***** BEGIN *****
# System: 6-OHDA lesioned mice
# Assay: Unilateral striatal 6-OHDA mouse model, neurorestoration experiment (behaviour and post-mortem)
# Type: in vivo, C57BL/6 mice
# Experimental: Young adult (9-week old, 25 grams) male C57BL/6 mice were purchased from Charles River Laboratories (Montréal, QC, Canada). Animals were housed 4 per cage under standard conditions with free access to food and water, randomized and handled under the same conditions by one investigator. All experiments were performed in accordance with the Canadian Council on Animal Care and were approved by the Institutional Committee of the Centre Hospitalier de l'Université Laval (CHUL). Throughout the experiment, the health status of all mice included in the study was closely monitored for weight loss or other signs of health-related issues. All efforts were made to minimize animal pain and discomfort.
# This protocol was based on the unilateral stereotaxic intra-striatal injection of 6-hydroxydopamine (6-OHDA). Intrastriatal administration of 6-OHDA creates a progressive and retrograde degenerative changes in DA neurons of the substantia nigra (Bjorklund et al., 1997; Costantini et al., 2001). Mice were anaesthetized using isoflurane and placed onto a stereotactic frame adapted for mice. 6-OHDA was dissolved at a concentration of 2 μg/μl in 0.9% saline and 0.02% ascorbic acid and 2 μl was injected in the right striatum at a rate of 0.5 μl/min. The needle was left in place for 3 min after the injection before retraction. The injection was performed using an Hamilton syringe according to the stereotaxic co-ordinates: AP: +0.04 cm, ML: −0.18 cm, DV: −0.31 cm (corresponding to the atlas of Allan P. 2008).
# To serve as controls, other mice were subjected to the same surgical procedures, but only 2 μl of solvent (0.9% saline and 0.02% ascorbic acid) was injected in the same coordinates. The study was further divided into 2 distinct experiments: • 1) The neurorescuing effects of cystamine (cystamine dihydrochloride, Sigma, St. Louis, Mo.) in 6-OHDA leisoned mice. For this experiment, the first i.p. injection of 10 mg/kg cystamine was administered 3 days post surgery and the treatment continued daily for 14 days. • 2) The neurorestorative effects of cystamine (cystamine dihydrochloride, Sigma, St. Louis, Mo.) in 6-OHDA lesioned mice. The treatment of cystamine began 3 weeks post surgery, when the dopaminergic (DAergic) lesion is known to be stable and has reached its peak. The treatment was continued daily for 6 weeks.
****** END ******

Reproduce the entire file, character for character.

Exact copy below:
# System: 6-OHDA lesioned mice
# Assay: Unilateral striatal 6-OHDA mouse model, neurorestoration experiment (behaviour and post-mortem)
# Type: in vivo, C57BL/6 mice
# Experimental: Young adult (9-week old, 25 grams) male C57BL/6 mice were purchased from Charles River Laboratories (Montréal, QC, Canada). Animals were housed 4 per cage under standard conditions with free access to food and water, randomized and handled under the same conditions by one investigator. All experiments were performed in accordance with the Canadian Council on Animal Care and were approved by the Institutional Committee of the Centre Hospitalier de l'Université Laval (CHUL). Throughout the experiment, the health status of all mice included in the study was closely monitored for weight loss or other signs of health-related issues. All efforts were made to minimize animal pain and discomfort.
# This protocol was based on the unilateral stereotaxic intra-striatal injection of 6-hydroxydopamine (6-OHDA). Intrastriatal administration of 6-OHDA creates a progressive and retrograde degenerative changes in DA neurons of the substantia nigra (Bjorklund et al., 1997; Costantini et al., 2001). Mice were anaesthetized using isoflurane and placed onto a stereotactic frame adapted for mice. 6-OHDA was dissolved at a concentration of 2 μg/μl in 0.9% saline and 0.02% ascorbic acid and 2 μl was injected in the right striatum at a rate of 0.5 μl/min. The needle was left in place for 3 min after the injection before retraction. The injection was performed using an Hamilton syringe according to the stereotaxic co-ordinates: AP: +0.04 cm, ML: −0.18 cm, DV: −0.31 cm (corresponding to the atlas of Allan P. 2008).
# To serve as controls, other mice were subjected to the same surgical procedures, but only 2 μl of solvent (0.9% saline and 0.02% ascorbic acid) was injected in the same coordinates. The study was further divided into 2 distinct experiments: • 1) The neurorescuing effects of cystamine (cystamine dihydrochloride, Sigma, St. Louis, Mo.) in 6-OHDA leisoned mice. For this experiment, the first i.p. injection of 10 mg/kg cystamine was administered 3 days post surgery and the treatment continued daily for 14 days. • 2) The neurorestorative effects of cystamine (cystamine dihydrochloride, Sigma, St. Louis, Mo.) in 6-OHDA lesioned mice. The treatment of cystamine began 3 weeks post surgery, when the dopaminergic (DAergic) lesion is known to be stable and has reached its peak. The treatment was continued daily for 6 weeks.